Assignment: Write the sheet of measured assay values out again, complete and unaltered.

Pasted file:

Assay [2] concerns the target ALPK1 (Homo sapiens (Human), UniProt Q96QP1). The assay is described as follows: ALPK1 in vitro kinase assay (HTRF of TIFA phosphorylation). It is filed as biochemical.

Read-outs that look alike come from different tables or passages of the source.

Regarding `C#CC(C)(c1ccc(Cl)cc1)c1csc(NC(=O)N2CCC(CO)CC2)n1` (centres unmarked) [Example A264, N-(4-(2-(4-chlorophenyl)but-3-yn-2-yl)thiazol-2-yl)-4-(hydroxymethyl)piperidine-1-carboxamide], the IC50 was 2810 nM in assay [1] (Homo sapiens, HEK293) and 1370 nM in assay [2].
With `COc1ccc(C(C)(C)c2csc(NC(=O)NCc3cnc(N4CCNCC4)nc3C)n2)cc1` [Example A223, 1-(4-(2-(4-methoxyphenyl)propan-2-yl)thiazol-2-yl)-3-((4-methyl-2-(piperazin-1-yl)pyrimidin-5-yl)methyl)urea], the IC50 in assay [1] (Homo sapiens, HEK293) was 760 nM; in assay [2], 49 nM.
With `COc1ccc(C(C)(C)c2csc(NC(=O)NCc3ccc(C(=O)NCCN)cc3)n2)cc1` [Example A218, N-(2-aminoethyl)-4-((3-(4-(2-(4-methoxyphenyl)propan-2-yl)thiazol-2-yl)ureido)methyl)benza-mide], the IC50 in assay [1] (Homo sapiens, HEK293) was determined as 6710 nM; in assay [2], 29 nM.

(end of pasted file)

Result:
Assay [2] concerns the target ALPK1 (Homo sapiens (Human), UniProt Q96QP1). The assay is described as follows: ALPK1 in vitro kinase assay (HTRF of TIFA phosphorylation). It is filed as biochemical.

Read-outs that look alike come from different tables or passages of the source.

Regarding `C#CC(C)(c1ccc(Cl)cc1)c1csc(NC(=O)N2CCC(CO)CC2)n1` (centres unmarked) [Example A264, N-(4-(2-(4-chlorophenyl)but-3-yn-2-yl)thiazol-2-yl)-4-(hydroxymethyl)piperidine-1-carboxamide], the IC50 was 2810 nM in assay [1] (Homo sapiens, HEK293) and 1370 nM in assay [2].
With `COc1ccc(C(C)(C)c2csc(NC(=O)NCc3cnc(N4CCNCC4)nc3C)n2)cc1` [Example A223, 1-(4-(2-(4-methoxyphenyl)propan-2-yl)thiazol-2-yl)-3-((4-methyl-2-(piperazin-1-yl)pyrimidin-5-yl)methyl)urea], the IC50 in assay [1] (Homo sapiens, HEK293) was 760 nM; in assay [2], 49 nM.
With `COc1ccc(C(C)(C)c2csc(NC(=O)NCc3ccc(C(=O)NCCN)cc3)n2)cc1` [Example A218, N-(2-aminoethyl)-4-((3-(4-(2-(4-methoxyphenyl)propan-2-yl)thiazol-2-yl)ureido)methyl)benza-mide], the IC50 in assay [1] (Homo sapiens, HEK293) was determined as 6710 nM; in assay [2], 29 nM.